in response to the comparison, performs an optimization process that is a hybrid of a joint optimization of at least two parameters of a plurality of excitation vector-related parameters and a sequential optimization of the at least two parameters of the plurality of excitation vector-related parameters, and
wherein the encoder conveys the at least two parameters to at least one of a storage medium and a decoder for use to construct an estimate of a signal input to the encoder.
26. The encoder of
27. An encoder for analysis-by-synthesis coding of a current subframe, the encoder comprising:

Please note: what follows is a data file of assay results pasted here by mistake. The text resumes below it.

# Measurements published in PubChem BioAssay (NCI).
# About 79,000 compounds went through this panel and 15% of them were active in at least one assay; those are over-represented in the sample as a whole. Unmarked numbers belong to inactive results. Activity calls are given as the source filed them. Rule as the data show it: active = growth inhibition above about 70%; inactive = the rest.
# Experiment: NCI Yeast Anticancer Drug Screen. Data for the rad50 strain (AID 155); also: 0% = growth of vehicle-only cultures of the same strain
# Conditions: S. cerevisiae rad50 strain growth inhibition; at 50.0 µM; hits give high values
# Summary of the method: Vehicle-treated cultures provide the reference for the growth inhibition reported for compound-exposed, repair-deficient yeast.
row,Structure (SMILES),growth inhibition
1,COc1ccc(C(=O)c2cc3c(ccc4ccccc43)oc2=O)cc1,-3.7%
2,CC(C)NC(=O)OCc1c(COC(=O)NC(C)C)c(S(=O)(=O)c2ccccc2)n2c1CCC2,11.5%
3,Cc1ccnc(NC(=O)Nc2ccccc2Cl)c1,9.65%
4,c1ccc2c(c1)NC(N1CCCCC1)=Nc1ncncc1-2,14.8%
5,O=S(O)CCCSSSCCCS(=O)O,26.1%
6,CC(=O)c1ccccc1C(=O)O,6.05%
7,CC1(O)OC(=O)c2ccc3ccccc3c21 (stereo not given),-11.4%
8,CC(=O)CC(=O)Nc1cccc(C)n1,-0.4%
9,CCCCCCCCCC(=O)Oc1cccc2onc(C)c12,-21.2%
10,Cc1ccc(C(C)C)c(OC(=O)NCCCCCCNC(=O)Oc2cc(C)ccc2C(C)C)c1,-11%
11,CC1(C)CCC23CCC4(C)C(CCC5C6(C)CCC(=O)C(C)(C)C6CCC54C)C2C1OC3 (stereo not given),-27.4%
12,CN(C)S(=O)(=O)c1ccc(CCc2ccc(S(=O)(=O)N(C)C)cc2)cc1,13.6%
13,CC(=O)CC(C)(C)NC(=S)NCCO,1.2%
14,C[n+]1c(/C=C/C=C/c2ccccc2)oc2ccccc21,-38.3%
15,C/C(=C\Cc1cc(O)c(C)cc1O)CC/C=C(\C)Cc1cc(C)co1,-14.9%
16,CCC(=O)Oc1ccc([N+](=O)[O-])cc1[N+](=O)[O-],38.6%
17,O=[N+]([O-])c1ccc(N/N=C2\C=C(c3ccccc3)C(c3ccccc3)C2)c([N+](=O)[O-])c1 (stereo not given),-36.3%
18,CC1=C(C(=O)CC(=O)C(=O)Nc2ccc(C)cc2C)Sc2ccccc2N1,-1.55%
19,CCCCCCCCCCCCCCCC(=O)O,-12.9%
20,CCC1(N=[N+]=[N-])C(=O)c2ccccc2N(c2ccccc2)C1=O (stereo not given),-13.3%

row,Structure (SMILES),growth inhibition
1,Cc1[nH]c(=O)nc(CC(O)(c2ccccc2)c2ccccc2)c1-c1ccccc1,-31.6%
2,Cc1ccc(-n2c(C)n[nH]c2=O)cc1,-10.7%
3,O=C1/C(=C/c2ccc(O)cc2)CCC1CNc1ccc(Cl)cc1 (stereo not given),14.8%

a processor that calculates a joint search weighting factor by
determining a gain associated with a previous subframe, and
performing a hybrid optimization process in response to the determined gain of the previous subframe,
wherein the hybrid optimization process is a hybrid of
a joint optimization of at least two parameters of a plurality of excitation vector-related parameters and a sequential optimization of the at least two parameters of the plurality of excitation vector-related parameters, and
wherein the encoder conveys the at least two parameters to at least one of a storage medium and a decoder for use to construct an estimate of a signal input to the encoder.
28. The encoder of